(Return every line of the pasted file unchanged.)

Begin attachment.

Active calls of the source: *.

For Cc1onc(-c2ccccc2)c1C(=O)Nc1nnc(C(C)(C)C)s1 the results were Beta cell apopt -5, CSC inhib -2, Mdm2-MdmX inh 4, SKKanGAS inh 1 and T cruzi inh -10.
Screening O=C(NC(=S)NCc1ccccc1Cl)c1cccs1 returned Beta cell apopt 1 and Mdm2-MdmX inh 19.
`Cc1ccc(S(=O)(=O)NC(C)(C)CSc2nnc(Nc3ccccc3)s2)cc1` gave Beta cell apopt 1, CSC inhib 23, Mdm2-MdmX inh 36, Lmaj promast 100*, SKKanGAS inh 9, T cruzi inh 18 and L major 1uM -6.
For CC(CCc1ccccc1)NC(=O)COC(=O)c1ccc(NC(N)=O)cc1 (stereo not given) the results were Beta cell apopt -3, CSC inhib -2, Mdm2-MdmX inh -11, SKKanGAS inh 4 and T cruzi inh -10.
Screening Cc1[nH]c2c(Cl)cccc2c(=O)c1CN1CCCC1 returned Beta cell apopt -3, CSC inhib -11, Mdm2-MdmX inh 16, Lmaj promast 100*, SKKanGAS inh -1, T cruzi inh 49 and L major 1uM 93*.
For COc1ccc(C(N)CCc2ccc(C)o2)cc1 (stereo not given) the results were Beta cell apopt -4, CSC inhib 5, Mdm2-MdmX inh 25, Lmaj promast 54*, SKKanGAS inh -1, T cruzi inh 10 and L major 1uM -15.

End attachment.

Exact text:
Active calls of the source: *.

For Cc1onc(-c2ccccc2)c1C(=O)Nc1nnc(C(C)(C)C)s1 the results were Beta cell apopt -5, CSC inhib -2, Mdm2-MdmX inh 4, SKKanGAS inh 1 and T cruzi inh -10.
Screening O=C(NC(=S)NCc1ccccc1Cl)c1cccs1 returned Beta cell apopt 1 and Mdm2-MdmX inh 19.
`Cc1ccc(S(=O)(=O)NC(C)(C)CSc2nnc(Nc3ccccc3)s2)cc1` gave Beta cell apopt 1, CSC inhib 23, Mdm2-MdmX inh 36, Lmaj promast 100*, SKKanGAS inh 9, T cruzi inh 18 and L major 1uM -6.
For CC(CCc1ccccc1)NC(=O)COC(=O)c1ccc(NC(N)=O)cc1 (stereo not given) the results were Beta cell apopt -3, CSC inhib -2, Mdm2-MdmX inh -11, SKKanGAS inh 4 and T cruzi inh -10.
Screening Cc1[nH]c2c(Cl)cccc2c(=O)c1CN1CCCC1 returned Beta cell apopt -3, CSC inhib -11, Mdm2-MdmX inh 16, Lmaj promast 100*, SKKanGAS inh -1, T cruzi inh 49 and L major 1uM 93*.
For COc1ccc(C(N)CCc2ccc(C)o2)cc1 (stereo not given) the results were Beta cell apopt -4, CSC inhib 5, Mdm2-MdmX inh 25, Lmaj promast 54*, SKKanGAS inh -1, T cruzi inh 10 and L major 1uM -15.